There was the sight of Wittig, former Master of the Universe, entering the courtroom wearing orange prison togs and ankle cuffs.
The defendants' loved ones clutched Kleenex and cursed the fates. A woman speaking to Lake during a break compared the jury, which convicted him and his high-flying partner of fraud and conspiracy, with the august body that let O.J. walk. "They should be ashamed of themselves," she said of the Kansas jurors, shaking her head.
There were the ridiculous pleas for leniency. Defense attorney Paula Junghans said Wittig was a "fundamentally good but ... imperfect human being." Uh, Junghans' "imperfect" client was found guilty of 39 felonies and ordered to forfeit $44 million to the electric utility he'd looted. Before a grand jury caught up with them, Wittig and Lake engineered absurd compensation packages for themselves as the company's dividends shrank and its debt ballooned. The Strip guesses Wittig would have had to punch a grandmother in the stomach for Junghans to concede that he was troubled.
Yep, Enron on the Prairie provided a lot of great moments. As Wittig's attorney begged for mercy, this reportin' rump sat in the press row and recalled that, during the first trial (which ended in a hung jury), Judge Julie Robinson scolded the middle-aged Junghans for wearing short skirts. Only in Kansas could a professional woman who graduated from college in 1971 be accused of dressing slutty!
Still, during its quiet moments on the grill, the Strip finds itself pondering something that didn't happen as a result of the whole sordid saga. Three men who served on Westar's board of directors while Wittig and Lake ran their Screw the Rubes racket remain in place. One, an Overland Park lawyer named John C. Nettels Jr. , was Wittig's fraternity buddy and roommate at the University of Kansas.
The presence of Nettels and fellow long-time board members Charles Q. Chandler IV and R.A. Edwards stirs up heartburn among some Westar watchers. David Springe, the attorney for the Kansas Citizens' Utility Ratepayer Board, wonders how directors from the days of Wittig managed to retain their titles.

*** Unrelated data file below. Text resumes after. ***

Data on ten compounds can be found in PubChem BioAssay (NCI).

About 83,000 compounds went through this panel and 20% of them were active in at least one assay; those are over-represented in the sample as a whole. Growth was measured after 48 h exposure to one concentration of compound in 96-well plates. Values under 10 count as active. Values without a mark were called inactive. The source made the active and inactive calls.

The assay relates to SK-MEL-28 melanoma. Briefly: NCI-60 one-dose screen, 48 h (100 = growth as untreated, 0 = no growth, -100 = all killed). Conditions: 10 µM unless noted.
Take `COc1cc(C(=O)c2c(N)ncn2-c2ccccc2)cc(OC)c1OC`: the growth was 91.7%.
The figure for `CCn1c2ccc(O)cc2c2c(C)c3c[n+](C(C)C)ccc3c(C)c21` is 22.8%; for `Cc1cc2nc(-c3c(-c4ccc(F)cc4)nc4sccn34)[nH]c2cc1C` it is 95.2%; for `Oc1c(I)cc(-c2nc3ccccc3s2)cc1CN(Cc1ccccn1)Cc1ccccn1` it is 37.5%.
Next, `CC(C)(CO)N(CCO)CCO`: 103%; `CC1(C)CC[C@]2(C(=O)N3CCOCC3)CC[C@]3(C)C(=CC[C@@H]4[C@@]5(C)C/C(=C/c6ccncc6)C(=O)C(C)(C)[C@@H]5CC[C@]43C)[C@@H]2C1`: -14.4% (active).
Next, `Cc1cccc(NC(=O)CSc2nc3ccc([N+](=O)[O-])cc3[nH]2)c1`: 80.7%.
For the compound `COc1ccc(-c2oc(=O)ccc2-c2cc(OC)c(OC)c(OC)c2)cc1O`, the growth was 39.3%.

"You hear the claim that the three were instrumental in leading the company back from the abyss," Springe notes. "Of course, that begs the question: What were they doing before then?"
Not much, according to a devastating report by Debevoise & Plimpton, an outside law firm that board members hired to investigate the company's management. As 375-page documents written by lawyers go, it's pretty compelling stuff. The Debevoise report depicts Wittig and Lake as deceptive, greedy men who put their own gratification (Wittig ordered a $29,000 television for his office) ahead of their employees, shareholders and customers. The report criticized the company's directors for their "lack of robust thought and debate" while top executives were running around in pirate hats.
Nettels, who pushes paper at the Stinson Morrison Hecker law firm, was particularly unrobust.
One of Wittig's great extravagances was his use of company jets. In the most shocking example, he gassed up a Westar plane and took his family on a 10-day vacation to France and England. Misuse of the company's air fleet represented a "knowing usurpation of corporate resources," according to the Debevoise report. Nettels was aware that Wittig used Westar jets for personal travel, but he didn't put an immediate end to the practice. In fact, the report says, Nettels accompanied Wittig on a company plane to a sporting event in 2001.
Over time, some board members began to wise up to Wittig's and Lake's shenanigans. After two directors were critical of their lavish compensation, Wittig and Lake tried to get them kicked off the board. One unhappy director, Owen Leonard, informed Westar attorneys that he planned to sell a substantial number of company shares. Wittig got on the phone to Nettels and expressed the view that such a sale would signal a vote of no confidence in management. Nettels agreed with the CEO and flew to New York with another board member to meet with Leonard. Leonard did not welcome the visit. When Leonard resigned, he accused Wittig of having sent "two henchmen" to see him.
Debevoise investigators reported that they commonly heard gripes that the Westar board had turned into sort of a KU mafia. Wittig, Nettels and Edwards along with three other directors who have since left the board all had ties to the university. Nothing like a little inbreeding to stifle dissent!
Alas, Nettels (KU '79, '85) refuses to talk about his accomplishments or lack thereof as a Westar board member. Displaying his trademark courage, Nettels referred this inquisitive cutlet to Westar public-affairs man Jim Ludwig.
Answering for the man who wouldn't answer for himself, Ludwig says board members do not dispute the Debevoise report. He notes that it was the three surviving directors who commissioned the "unsparing" document in the first place and made other decisions crucial to the company's turnaround, such as the hiring of the current CEO, straight-arrow Jim Haines.
Critics, however, believe that Nettels and the others Chandler is chairman of the board came to Jesus a little late in the day. Topeka lawyer Dan Lykins, a Westar shareholder himself, made an unsuccessful attempt to get on the board, running as a write-in candidate. Lykins says Haines is doing a good job. But he wants Chandler and Nettels, the Westar directors with the longest tenure, to go. "We need to get rid of the last two board of directors that approved of what Wittig did," he says. "They should have resigned."
Instead, they make $85,000 year, minimum, for what amounts to a part-time job, whether they do it poorly or well.